Bar headed geese who migrate annually south from their breeding ground in Mongolia to southern Tibet or India may not be a serene lot but have a lot of fun on their way. Migrating Geese use mountains like roller coasters according to a new study. Bar headed geese us the mountain wind updrafts by flying close to the mountainous terrain. The study has been published in the journal Science dated January 15.
Researchers implanted 30 geese with monitor that recorded heart rate, body movement, and altitude. Only seven geese ended by providing usable data. The results were surprising and contradicted notions about the bird’s migratory habits.
Lead researcher Charles Bishop from University of Bangor in a report by the Christian Science Monitor said, “At the beginning we were just puzzled that there were so few reports of very high flight over the last 60 years. We knew that these birds were especially well-adapted to fly in air containing very low oxygen, so we certainly expected to record some high flights. The question was how high did they normally fly? For how long? And how difficult were such flights? How close to the limit did they have to go?”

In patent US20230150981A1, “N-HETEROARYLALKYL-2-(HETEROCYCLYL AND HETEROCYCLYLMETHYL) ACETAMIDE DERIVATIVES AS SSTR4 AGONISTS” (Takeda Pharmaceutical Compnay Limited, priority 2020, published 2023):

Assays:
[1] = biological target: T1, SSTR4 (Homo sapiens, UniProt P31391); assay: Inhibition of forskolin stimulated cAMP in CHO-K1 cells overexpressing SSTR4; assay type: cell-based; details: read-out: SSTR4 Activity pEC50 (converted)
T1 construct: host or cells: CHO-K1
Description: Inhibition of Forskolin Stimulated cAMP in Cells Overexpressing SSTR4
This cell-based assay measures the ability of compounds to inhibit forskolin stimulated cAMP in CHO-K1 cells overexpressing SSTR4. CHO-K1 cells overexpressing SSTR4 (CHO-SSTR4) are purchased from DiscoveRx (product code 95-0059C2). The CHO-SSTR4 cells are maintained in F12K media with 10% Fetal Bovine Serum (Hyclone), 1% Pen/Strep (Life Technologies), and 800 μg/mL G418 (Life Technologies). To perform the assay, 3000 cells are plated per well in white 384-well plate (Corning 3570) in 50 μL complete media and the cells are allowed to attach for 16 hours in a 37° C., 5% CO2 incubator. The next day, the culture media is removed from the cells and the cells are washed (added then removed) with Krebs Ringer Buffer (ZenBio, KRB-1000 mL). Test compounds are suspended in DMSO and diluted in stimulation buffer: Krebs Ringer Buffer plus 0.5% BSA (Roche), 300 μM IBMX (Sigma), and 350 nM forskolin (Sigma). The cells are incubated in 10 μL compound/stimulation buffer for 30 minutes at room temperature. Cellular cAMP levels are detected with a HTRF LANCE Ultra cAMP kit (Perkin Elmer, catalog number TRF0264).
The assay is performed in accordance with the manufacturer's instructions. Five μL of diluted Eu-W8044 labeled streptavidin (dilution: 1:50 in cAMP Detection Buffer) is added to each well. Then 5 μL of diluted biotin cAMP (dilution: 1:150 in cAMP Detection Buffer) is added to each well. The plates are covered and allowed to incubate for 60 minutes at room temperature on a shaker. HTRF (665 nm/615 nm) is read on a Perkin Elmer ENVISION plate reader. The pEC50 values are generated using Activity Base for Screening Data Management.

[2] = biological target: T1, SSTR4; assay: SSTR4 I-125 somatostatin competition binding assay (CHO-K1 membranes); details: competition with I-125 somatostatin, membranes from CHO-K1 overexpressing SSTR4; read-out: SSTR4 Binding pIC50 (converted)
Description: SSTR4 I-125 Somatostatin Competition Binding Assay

The notion that the bar-headed geese migrate mainly at high altitudes was contradicted and it was proved that the birds soar over the Himalayas and then fly close to the mountainous terrain in a roller coaster like pattern.